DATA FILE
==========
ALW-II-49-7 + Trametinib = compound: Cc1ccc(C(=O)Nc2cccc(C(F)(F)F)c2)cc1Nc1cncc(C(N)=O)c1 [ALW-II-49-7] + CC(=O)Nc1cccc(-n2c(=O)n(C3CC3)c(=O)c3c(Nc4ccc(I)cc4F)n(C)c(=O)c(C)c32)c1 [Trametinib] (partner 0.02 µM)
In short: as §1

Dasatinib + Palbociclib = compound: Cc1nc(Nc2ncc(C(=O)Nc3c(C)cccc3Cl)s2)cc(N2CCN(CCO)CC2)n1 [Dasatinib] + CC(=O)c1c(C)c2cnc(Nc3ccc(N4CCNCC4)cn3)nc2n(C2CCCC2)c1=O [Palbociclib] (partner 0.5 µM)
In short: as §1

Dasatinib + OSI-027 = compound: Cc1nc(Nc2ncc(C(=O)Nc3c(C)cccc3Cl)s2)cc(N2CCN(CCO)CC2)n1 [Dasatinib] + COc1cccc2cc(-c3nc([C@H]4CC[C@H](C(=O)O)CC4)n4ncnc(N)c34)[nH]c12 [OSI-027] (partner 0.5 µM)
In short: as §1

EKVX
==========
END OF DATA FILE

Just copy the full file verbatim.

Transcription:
ALW-II-49-7 + Trametinib = compound: Cc1ccc(C(=O)Nc2cccc(C(F)(F)F)c2)cc1Nc1cncc(C(N)=O)c1 [ALW-II-49-7] + CC(=O)Nc1cccc(-n2c(=O)n(C3CC3)c(=O)c3c(Nc4ccc(I)cc4F)n(C)c(=O)c(C)c32)c1 [Trametinib] (partner 0.02 µM)
In short: as §1

Dasatinib + Palbociclib = compound: Cc1nc(Nc2ncc(C(=O)Nc3c(C)cccc3Cl)s2)cc(N2CCN(CCO)CC2)n1 [Dasatinib] + CC(=O)c1c(C)c2cnc(Nc3ccc(N4CCNCC4)cn3)nc2n(C2CCCC2)c1=O [Palbociclib] (partner 0.5 µM)
In short: as §1

Dasatinib + OSI-027 = compound: Cc1nc(Nc2ncc(C(=O)Nc3c(C)cccc3Cl)s2)cc(N2CCN(CCO)CC2)n1 [Dasatinib] + COc1cccc2cc(-c3nc([C@H]4CC[C@H](C(=O)O)CC4)n4ncnc(N)c34)[nH]c12 [OSI-027] (partner 0.5 µM)
In short: as §1

EKVX